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Differentiated Value —- Just Good Enough!

by David Brock on May 3rd, 2012

These days, so many of the conversations among sales professionals and pundits is about challenging our customers, about getting them to think differently, about creating superior and differentiated value.  I talk and write about it a lot, as do many others. 

Sometimes, when I sit back and re-read what I write, or some of what others write, I get the impression that what we challenge ourselves and all sales professionals to do is the functional equivalent of “solving world peace.”  Sometimes we make the process of challenging, changing the conversation or creating value just too complex (I guess that’s what keeps many consultants and trainers employed).

In reality, our differentiated value only has to be “Just Good Enough.”  It has to be better than the competitors or the alternatives, but it doesn’t need to be earthshaking.  It’s probably valuable for us to start thinking of simplifying the process–it makes it more achievable for each of us and better for our customers as well.

Let’s look at some examples.

Often, I’ve stated, that we have to create “Value” in every interchange with the customer.  This doesn’t mean we have to solve complex problems, or have the customer have a giant “Aha moment” in each call.  The test for creating value in every interchange is if the customer can say, “That was a good investment of my time!”  We may not have shared any great insight, we may not have shown the customer how they could save millions, it is just as simple as the customer saying, “You used my time well.”  They might say “I learned something new,”  or “I had never thought of things that way,” or “You were able to confirm that I am on the right track,” or “Thank you for listening and hearing me.” 

In a time when customers avoid seeing sales people because sales people waste their time, the greatest thing that sets us apart is the customer that can say “That was a good investment” in my time.  Over a customer buying cycle, if all else is roughly equal, the sales person that makes the best use of the customer’s time through their whole process will be the sales person that wins!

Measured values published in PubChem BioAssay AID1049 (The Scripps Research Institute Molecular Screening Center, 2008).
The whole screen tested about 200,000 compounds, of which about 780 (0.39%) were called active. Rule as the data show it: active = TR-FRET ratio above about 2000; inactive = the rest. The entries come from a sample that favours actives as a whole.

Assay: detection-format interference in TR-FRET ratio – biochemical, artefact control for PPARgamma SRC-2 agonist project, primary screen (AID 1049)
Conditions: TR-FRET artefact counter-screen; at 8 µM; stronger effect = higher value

Sometimes the value that sets us apart is making things simpler for the customer.  We are overwhelmed with complexity and difficult choices.  Sometimes the greatest value we can create is to make things simpler for the customer.  It could be being the easiest to do business with, it could be taking a problem off the customer’s hands and helping them, it could be being dependable–doing what we said we would do. 

We can create tremendous opportunities and value for our customers.  We can provide profound improvements in their business, help them identify and seize new opportunities, find ways to dramatically increase revenue or profitability.  Our competitors are also trying to do the same thing.

Often the greatest value is just simplifying things.  Often, it’s just using their time well.  Value can be created and aggregated by dozens of small acts, when taken together are just good enough.  Just the differentiation we need to be better than the alternatives.

It’s all the little things that count.  Pay attention to them, use your customers’s time well, make their lives siimpler.  If everything else is roughly equal, these become the margin of victory.

  1. David, Great Post! It can certainly say “That was a good investment” in my time. I totally agree that you don’t need to move heaven & earth or have an “Aha moment” on every call. It’s about making good solid progress with each & every interaction with the client. It’s a process and a journey towards “Differentiated Value”. Thanks for your perspective on this topic.

  2. Amanda S. permalink

    The last 3 sentences are so inspiring! Thank you, it’s just the movitation I need right now.

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